The assessment does recognise the potential impact of light emitted from pipe-laying vessels to nesting and hatchling turtles. To mitigate this potential impact, as much as possible, our client recommends that pipe-laying activities not occur between April and September. These are the peak periods for nesting and hatchling emergence.
An underwater acoustic survey was conducted near the proposed FPSO location. The survey detected the presence of rare species including Pygmy Blue whales, Omura’s whale, unknown beaked whales and also other odontocete species, and offshore dolphin species with a high frequency of occurrence. The proponent reports on project aspects that are likely to have acoustic impacts on marine vertebrates and invertebrates, these include drilling, pile-driving, seismic surveys, pipe-laying and operation of the FPSO. Mortality of small fish species and zooplankton are expected in close proximity to the FPSO as a result of high energy acoustic impacts from pile-driving and seismic activity, these impacts are also likely to impact marine mammals and turtles by displacing them from habitat close to the source and interfere with communication, feeding and potentially navigation. The impacts from seismic and pile-driving operations are expected to be short-term however known periods of whale migration should be avoided to reduce impacts of displacement or behavioral change.
Greenhouse gas emissions
The direct link between increased greenhouse gas (GHG) emissions and ocean acidification has been made. The Great Barrier Reef Marine Park Authority notes that while “the chemistry of ocean acidification is simple and well understood, its impact on marine life is much less well-known”. The proponent outlines their contribution of GHG emissions in Australia as 0.5 – 0.7% (2.1-3.8 Mtpa) of the GHG emissions produced in 2016. The proponent needs to:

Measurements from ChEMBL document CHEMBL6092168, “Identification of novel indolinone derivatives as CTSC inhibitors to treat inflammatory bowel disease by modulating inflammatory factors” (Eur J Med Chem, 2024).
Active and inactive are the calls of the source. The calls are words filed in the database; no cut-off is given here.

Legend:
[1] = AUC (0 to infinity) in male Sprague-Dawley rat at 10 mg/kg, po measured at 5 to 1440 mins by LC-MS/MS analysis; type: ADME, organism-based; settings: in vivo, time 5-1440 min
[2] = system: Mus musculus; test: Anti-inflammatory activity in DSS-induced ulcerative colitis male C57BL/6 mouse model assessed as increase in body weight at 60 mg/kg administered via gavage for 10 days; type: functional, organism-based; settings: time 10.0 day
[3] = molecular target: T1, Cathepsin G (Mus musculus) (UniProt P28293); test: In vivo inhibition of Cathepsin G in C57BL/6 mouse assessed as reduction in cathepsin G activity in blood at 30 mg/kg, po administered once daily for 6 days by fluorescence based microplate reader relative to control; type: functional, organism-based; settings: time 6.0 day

- Explain how the impacts of ocean acidification have been taken into account, including how the precautionary principle has been operationalized for this project; and
- Address Australia’s international obligations to reduce emissions and explain how the Project is justified in the face of those obligations and application of principles of ecologically sustainable development.
We suggest rather than acknowledging that these gases may have a local impact but also disperse, the broader impact should be acknowledged and reduced as much as possible and also offset.
Operational discharges of produced water and drill cuttings from offshore oil and gas platforms are a continuous source of contaminants to continental shelf ecosystems and these can be mobilised between sites in dynamic environments. The greatest concern is linked to effects of produced water and impacts to local marine biodiversity. Monitoring programs should be rigorously designed to statistically detect change and thresholds for contamination. Contaminated water and drill cuttings will increasingly become an issue with additional proposed developments for the region, programs should be designed to reflect this.
The current proposal does appear to contemplate an offset strategy that accounts for impacts that cannot be mitigated. Our strong view is that where impacts cannot be mitigated an offset strategy, with consultation with NAILSMA, the NLC and the relevant traditional owners of the affected Sea Country should be developed with the Commonwealth and NT governments.
Environmental Defenders Office (NT) Inc